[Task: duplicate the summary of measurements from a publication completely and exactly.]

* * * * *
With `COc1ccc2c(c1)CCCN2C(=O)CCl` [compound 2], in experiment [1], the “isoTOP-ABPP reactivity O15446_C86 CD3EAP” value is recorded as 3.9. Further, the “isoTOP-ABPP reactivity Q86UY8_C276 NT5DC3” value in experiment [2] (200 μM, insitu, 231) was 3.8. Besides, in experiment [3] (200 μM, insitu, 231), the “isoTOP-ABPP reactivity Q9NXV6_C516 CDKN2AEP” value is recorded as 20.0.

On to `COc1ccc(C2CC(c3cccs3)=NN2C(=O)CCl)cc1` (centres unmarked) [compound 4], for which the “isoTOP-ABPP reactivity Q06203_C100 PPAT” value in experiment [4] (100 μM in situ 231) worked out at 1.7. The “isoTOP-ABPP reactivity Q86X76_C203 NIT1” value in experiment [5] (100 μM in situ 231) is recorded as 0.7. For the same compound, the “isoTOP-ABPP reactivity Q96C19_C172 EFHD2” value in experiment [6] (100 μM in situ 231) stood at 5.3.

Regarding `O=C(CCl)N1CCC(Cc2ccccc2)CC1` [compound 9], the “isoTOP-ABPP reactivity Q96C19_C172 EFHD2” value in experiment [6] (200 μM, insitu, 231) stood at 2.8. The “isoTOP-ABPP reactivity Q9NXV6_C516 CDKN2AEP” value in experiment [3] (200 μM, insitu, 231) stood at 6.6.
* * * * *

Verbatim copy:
With `COc1ccc2c(c1)CCCN2C(=O)CCl` [compound 2], in experiment [1], the “isoTOP-ABPP reactivity O15446_C86 CD3EAP” value is recorded as 3.9. Further, the “isoTOP-ABPP reactivity Q86UY8_C276 NT5DC3” value in experiment [2] (200 μM, insitu, 231) was 3.8. Besides, in experiment [3] (200 μM, insitu, 231), the “isoTOP-ABPP reactivity Q9NXV6_C516 CDKN2AEP” value is recorded as 20.0.

On to `COc1ccc(C2CC(c3cccs3)=NN2C(=O)CCl)cc1` (centres unmarked) [compound 4], for which the “isoTOP-ABPP reactivity Q06203_C100 PPAT” value in experiment [4] (100 μM in situ 231) worked out at 1.7. The “isoTOP-ABPP reactivity Q86X76_C203 NIT1” value in experiment [5] (100 μM in situ 231) is recorded as 0.7. For the same compound, the “isoTOP-ABPP reactivity Q96C19_C172 EFHD2” value in experiment [6] (100 μM in situ 231) stood at 5.3.

Regarding `O=C(CCl)N1CCC(Cc2ccccc2)CC1` [compound 9], the “isoTOP-ABPP reactivity Q96C19_C172 EFHD2” value in experiment [6] (200 μM, insitu, 231) stood at 2.8. The “isoTOP-ABPP reactivity Q9NXV6_C516 CDKN2AEP” value in experiment [3] (200 μM, insitu, 231) stood at 6.6.